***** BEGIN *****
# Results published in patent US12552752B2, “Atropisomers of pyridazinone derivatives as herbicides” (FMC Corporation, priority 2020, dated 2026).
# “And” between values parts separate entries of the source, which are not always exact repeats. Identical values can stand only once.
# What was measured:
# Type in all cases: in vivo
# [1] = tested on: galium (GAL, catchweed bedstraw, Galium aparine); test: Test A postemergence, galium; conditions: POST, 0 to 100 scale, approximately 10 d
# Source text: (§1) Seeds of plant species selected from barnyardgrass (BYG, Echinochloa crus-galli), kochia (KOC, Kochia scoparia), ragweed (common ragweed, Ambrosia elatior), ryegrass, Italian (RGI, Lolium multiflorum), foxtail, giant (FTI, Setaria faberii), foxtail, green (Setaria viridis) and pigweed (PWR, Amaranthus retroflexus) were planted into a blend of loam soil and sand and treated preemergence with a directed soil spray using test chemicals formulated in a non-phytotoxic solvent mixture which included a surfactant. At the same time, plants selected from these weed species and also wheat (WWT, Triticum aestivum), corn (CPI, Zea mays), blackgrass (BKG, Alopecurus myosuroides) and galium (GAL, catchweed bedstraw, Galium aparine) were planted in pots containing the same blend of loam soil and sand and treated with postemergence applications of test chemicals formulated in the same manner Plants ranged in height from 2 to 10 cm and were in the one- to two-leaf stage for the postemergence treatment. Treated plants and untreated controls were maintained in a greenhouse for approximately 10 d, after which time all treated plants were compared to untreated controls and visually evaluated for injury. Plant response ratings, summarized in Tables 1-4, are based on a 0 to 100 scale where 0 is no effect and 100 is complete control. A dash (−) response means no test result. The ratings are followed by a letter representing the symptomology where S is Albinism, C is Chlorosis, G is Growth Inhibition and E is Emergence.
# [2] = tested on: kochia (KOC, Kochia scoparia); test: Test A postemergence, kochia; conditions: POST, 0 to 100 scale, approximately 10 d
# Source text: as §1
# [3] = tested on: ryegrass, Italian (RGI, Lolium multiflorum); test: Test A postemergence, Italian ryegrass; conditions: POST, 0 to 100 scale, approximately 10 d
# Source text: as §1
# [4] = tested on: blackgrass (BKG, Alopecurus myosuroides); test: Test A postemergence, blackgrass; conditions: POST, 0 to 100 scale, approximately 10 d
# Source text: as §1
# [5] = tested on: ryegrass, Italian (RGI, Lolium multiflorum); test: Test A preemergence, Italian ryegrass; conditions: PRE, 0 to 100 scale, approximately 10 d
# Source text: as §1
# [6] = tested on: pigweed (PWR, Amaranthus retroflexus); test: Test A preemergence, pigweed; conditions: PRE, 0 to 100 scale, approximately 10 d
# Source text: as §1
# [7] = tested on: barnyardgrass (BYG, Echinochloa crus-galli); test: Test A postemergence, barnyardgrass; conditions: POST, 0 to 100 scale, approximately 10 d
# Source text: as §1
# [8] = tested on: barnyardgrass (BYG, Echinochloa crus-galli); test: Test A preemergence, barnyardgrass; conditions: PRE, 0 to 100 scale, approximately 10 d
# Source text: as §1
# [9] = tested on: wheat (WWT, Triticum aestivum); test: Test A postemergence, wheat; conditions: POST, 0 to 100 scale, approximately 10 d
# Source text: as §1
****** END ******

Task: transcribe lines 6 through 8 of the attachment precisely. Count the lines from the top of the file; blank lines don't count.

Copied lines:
# Source text: (§1) Seeds of plant species selected from barnyardgrass (BYG, Echinochloa crus-galli), kochia (KOC, Kochia scoparia), ragweed (common ragweed, Ambrosia elatior), ryegrass, Italian (RGI, Lolium multiflorum), foxtail, giant (FTI, Setaria faberii), foxtail, green (Setaria viridis) and pigweed (PWR, Amaranthus retroflexus) were planted into a blend of loam soil and sand and treated preemergence with a directed soil spray using test chemicals formulated in a non-phytotoxic solvent mixture which included a surfactant. At the same time, plants selected from these weed species and also wheat (WWT, Triticum aestivum), corn (CPI, Zea mays), blackgrass (BKG, Alopecurus myosuroides) and galium (GAL, catchweed bedstraw, Galium aparine) were planted in pots containing the same blend of loam soil and sand and treated with postemergence applications of test chemicals formulated in the same manner Plants ranged in height from 2 to 10 cm and were in the one- to two-leaf stage for the postemergence treatment. Treated plants and untreated controls were maintained in a greenhouse for approximately 10 d, after which time all treated plants were compared to untreated controls and visually evaluated for injury. Plant response ratings, summarized in Tables 1-4, are based on a 0 to 100 scale where 0 is no effect and 100 is complete control. A dash (−) response means no test result. The ratings are followed by a letter representing the symptomology where S is Albinism, C is Chlorosis, G is Growth Inhibition and E is Emergence.
# [2] = tested on: kochia (KOC, Kochia scoparia); test: Test A postemergence, kochia; conditions: POST, 0 to 100 scale, approximately 10 d
# Source text: as §1